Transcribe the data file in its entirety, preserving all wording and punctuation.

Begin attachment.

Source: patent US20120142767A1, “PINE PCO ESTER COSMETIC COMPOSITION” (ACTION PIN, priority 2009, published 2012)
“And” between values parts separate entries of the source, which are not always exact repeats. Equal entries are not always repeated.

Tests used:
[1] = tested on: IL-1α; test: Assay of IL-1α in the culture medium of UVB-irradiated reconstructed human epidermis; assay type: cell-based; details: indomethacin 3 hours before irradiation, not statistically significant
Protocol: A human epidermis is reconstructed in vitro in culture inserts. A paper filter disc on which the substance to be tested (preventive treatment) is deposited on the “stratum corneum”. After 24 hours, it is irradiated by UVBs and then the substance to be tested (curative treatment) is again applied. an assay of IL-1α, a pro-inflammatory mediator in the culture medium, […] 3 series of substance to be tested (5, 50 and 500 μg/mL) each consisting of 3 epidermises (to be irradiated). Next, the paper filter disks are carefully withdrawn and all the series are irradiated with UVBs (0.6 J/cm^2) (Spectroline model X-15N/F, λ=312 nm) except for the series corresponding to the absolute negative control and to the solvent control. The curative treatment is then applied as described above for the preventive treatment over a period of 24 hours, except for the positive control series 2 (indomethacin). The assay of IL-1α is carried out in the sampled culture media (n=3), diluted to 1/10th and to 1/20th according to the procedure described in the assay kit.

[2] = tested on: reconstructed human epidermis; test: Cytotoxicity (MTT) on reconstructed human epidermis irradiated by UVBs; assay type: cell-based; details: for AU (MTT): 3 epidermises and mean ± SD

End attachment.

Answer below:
Source: patent US20120142767A1, “PINE PCO ESTER COSMETIC COMPOSITION” (ACTION PIN, priority 2009, published 2012)
“And” between values parts separate entries of the source, which are not always exact repeats. Equal entries are not always repeated.

Tests used:
[1] = tested on: IL-1α; test: Assay of IL-1α in the culture medium of UVB-irradiated reconstructed human epidermis; assay type: cell-based; details: indomethacin 3 hours before irradiation, not statistically significant
Protocol: A human epidermis is reconstructed in vitro in culture inserts. A paper filter disc on which the substance to be tested (preventive treatment) is deposited on the “stratum corneum”. After 24 hours, it is irradiated by UVBs and then the substance to be tested (curative treatment) is again applied. an assay of IL-1α, a pro-inflammatory mediator in the culture medium, […] 3 series of substance to be tested (5, 50 and 500 μg/mL) each consisting of 3 epidermises (to be irradiated). Next, the paper filter disks are carefully withdrawn and all the series are irradiated with UVBs (0.6 J/cm^2) (Spectroline model X-15N/F, λ=312 nm) except for the series corresponding to the absolute negative control and to the solvent control. The curative treatment is then applied as described above for the preventive treatment over a period of 24 hours, except for the positive control series 2 (indomethacin). The assay of IL-1α is carried out in the sampled culture media (n=3), diluted to 1/10th and to 1/20th according to the procedure described in the assay kit.

[2] = tested on: reconstructed human epidermis; test: Cytotoxicity (MTT) on reconstructed human epidermis irradiated by UVBs; assay type: cell-based; details: for AU (MTT): 3 epidermises and mean ± SD